Future of Hancock Medical could be in jeopardy

Future of Hancock Medical could be in jeopardy
In 2014, the hospital entered a management contract with Ochsner Medical. That contract comes to an end, with the possibility of renewal, in February. (Photo source: WLOX)
In 2014, the hospital entered a management contract with Ochsner Medical. That contract comes to an end, with the possibility of renewal, in February. (Photo source: WLOX)
One of the main suggestions given by the consultant was that the hospital should narrow its field of medical procedures. (Photo source: WLOX)
One of the main suggestions given by the consultant was that the hospital should narrow its field of medical procedures. (Photo source: WLOX)

BAY ST. LOUIS, MS (WLOX) - The future of Hancock County's only hospital could be in jeopardy. A presentation Wednesday laid out a bleak future for the medical facility. This presentation sparked tense conversation about change.

Hancock Medical Center has been treating patients for more than 50 years. But a presentation showed that the chances of another 50 look slim unless something changes. If the hospital stays on its current path, according to consultant Scott Phillips, it will soon struggle to keep its doors open.

"My feeling right now is very, very concerning because of the economic impact it could have on our county, short term and long term," said Hancock County Board President Blaine LaFontaine.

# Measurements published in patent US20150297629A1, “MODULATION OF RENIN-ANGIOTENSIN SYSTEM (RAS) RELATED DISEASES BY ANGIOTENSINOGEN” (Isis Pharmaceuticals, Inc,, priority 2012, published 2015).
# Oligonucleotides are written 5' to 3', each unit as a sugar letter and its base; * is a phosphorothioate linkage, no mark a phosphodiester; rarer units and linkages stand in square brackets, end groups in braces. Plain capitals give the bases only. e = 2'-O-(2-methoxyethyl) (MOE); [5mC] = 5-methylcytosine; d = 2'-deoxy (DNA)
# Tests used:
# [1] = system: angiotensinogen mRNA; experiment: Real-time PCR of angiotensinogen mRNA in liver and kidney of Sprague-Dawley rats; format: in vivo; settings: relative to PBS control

According to Phillips, the hospital saw an operating loss of more than $5 million in 2015. In 2014, the hospital entered a management contract with Ochsner Medical. That contract comes to an end, with the possibility of renewal, in February.

For Board of Supervisors President Blaine LaFontaine, this means it's crunch time.

"So we've got a short window to gather input, gather data and make a decision about what the fate for our hospital is moving forward," said LaFontaine.

According to hospital staff, the partnership between Ochsner and the hospital hasn't panned out as they anticipated it would.

"I think it's been slow. The progress has been slow," said Dr. Noel Duplantier.

"It's not working. It was a great concept, but it's not working," said Dr. Dimitri Yanez.

He had several complaints about the hospital's current operation. For one, he said business was leaving.

"We've seen our patients siphoned off back into the Ochsner system in Louisiana. We're losing our patients," said Dr. Yanez.

Hospital CEO Alan Hodges said anytime that's happened, it hasn't been intentional.

"What we want to do if you're sick and you need care and we can't provide it at Hancock Medical Center, we want you to get that care that you need," said Hodges.

This policy could mean going to another medical facility. But going forward, Hodges is confident that the future looks bright for Hancock Medical.

"I think we just have to decide what we want the hospital to look like," said Hodges.

One of the main suggestions given by the consultant was that the hospital should narrow its field of medical procedures. He said this would help the hospital find focus moving forward in a changing medical environment.

The Board of Supervisors committed to meeting with the hospital Board of Trustees to talk about ensuring Hancock Medical's future.
    
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